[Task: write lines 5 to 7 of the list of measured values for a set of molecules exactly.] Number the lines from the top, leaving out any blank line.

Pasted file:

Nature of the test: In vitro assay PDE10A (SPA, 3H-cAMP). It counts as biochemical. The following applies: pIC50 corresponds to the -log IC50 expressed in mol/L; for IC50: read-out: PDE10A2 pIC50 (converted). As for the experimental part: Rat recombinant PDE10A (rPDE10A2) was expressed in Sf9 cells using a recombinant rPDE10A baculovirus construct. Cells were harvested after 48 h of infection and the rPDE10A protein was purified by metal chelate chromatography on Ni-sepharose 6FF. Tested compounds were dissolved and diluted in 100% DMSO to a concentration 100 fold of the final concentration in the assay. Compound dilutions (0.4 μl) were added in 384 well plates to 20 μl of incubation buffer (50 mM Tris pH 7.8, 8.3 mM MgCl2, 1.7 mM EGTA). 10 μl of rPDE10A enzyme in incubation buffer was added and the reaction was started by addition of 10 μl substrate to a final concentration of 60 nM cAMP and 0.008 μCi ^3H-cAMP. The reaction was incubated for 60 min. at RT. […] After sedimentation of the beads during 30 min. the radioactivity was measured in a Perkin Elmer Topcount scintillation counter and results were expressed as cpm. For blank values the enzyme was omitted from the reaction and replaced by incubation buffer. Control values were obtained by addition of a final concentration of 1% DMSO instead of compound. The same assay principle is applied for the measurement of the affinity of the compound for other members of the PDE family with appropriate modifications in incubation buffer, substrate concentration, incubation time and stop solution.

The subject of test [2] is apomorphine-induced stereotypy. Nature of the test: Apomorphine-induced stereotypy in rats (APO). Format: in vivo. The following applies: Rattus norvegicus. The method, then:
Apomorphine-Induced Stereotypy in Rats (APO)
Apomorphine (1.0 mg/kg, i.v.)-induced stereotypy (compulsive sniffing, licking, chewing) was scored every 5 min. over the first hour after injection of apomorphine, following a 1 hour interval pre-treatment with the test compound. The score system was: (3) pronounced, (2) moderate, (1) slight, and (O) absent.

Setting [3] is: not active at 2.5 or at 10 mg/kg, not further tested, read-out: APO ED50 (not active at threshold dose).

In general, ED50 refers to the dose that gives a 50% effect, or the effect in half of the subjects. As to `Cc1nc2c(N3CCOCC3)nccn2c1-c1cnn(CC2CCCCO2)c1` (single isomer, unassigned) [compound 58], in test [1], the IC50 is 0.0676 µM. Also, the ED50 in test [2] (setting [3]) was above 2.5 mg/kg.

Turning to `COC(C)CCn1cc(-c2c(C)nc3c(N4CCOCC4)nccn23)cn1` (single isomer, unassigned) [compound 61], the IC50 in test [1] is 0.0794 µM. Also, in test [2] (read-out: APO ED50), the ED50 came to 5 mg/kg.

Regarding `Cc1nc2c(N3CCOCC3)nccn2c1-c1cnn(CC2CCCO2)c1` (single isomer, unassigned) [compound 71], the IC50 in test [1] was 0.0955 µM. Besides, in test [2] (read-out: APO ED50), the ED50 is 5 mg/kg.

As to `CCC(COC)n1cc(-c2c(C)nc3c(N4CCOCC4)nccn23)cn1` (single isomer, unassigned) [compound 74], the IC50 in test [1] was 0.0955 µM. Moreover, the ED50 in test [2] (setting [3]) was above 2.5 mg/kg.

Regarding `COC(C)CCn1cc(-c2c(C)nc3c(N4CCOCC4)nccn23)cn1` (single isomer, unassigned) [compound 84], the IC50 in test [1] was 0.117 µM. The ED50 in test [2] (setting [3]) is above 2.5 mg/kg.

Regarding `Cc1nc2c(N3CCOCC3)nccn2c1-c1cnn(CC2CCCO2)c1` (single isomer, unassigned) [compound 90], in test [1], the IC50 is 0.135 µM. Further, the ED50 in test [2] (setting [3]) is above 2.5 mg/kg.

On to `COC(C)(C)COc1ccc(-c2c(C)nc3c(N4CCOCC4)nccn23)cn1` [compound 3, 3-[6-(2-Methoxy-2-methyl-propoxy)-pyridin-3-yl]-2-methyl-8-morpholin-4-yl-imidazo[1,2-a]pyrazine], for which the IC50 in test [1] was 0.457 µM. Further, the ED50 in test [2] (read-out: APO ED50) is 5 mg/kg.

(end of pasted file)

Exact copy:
Setting [3] is: not active at 2.5 or at 10 mg/kg, not further tested, read-out: APO ED50 (not active at threshold dose).

In general, ED50 refers to the dose that gives a 50% effect, or the effect in half of the subjects. As to `Cc1nc2c(N3CCOCC3)nccn2c1-c1cnn(CC2CCCCO2)c1` (single isomer, unassigned) [compound 58], in test [1], the IC50 is 0.0676 µM. Also, the ED50 in test [2] (setting [3]) was above 2.5 mg/kg.

Turning to `COC(C)CCn1cc(-c2c(C)nc3c(N4CCOCC4)nccn23)cn1` (single isomer, unassigned) [compound 61], the IC50 in test [1] is 0.0794 µM. Also, in test [2] (read-out: APO ED50), the ED50 came to 5 mg/kg.